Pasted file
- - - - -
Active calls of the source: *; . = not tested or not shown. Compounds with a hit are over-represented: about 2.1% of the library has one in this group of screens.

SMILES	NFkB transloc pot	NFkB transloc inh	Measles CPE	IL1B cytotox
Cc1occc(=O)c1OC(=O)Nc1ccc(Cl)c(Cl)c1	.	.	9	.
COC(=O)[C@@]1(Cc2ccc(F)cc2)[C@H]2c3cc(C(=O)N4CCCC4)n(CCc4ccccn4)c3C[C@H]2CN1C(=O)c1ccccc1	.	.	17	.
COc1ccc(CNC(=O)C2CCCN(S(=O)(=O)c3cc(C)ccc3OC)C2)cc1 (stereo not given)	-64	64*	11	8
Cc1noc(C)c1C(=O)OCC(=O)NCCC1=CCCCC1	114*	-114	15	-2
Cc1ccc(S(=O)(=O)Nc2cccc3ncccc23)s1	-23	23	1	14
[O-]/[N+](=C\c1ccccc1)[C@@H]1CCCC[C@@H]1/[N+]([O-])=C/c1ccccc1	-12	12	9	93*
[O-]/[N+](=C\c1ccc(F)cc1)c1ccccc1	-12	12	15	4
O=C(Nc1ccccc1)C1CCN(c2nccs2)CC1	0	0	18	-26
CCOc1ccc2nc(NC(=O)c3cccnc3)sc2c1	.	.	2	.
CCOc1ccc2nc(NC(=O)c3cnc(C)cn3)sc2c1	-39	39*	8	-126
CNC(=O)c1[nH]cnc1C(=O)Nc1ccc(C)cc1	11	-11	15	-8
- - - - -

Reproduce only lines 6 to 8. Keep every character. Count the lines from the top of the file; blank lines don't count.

Cc1noc(C)c1C(=O)OCC(=O)NCCC1=CCCCC1	114*	-114	15	-2
Cc1ccc(S(=O)(=O)Nc2cccc3ncccc23)s1	-23	23	1	14
[O-]/[N+](=C\c1ccccc1)[C@@H]1CCCC[C@@H]1/[N+]([O-])=C/c1ccccc1	-12	12	9	93*